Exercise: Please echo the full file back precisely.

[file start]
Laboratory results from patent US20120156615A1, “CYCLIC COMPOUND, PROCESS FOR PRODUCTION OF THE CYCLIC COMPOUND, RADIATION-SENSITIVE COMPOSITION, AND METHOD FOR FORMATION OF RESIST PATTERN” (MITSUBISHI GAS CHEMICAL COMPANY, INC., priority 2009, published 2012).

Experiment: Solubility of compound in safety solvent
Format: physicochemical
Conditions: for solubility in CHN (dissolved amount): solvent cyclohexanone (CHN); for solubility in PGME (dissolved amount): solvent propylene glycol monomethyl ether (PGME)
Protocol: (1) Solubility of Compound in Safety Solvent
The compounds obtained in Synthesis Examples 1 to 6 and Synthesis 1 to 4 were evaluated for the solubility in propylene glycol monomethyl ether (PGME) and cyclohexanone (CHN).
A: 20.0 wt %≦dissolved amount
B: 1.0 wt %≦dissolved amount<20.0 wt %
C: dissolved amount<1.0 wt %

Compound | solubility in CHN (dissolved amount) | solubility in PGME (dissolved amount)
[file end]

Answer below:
Laboratory results from patent US20120156615A1, “CYCLIC COMPOUND, PROCESS FOR PRODUCTION OF THE CYCLIC COMPOUND, RADIATION-SENSITIVE COMPOSITION, AND METHOD FOR FORMATION OF RESIST PATTERN” (MITSUBISHI GAS CHEMICAL COMPANY, INC., priority 2009, published 2012).

Experiment: Solubility of compound in safety solvent
Format: physicochemical
Conditions: for solubility in CHN (dissolved amount): solvent cyclohexanone (CHN); for solubility in PGME (dissolved amount): solvent propylene glycol monomethyl ether (PGME)
Protocol: (1) Solubility of Compound in Safety Solvent
The compounds obtained in Synthesis Examples 1 to 6 and Synthesis 1 to 4 were evaluated for the solubility in propylene glycol monomethyl ether (PGME) and cyclohexanone (CHN).
A: 20.0 wt %≦dissolved amount
B: 1.0 wt %≦dissolved amount<20.0 wt %
C: dissolved amount<1.0 wt %

Compound | solubility in CHN (dissolved amount) | solubility in PGME (dissolved amount)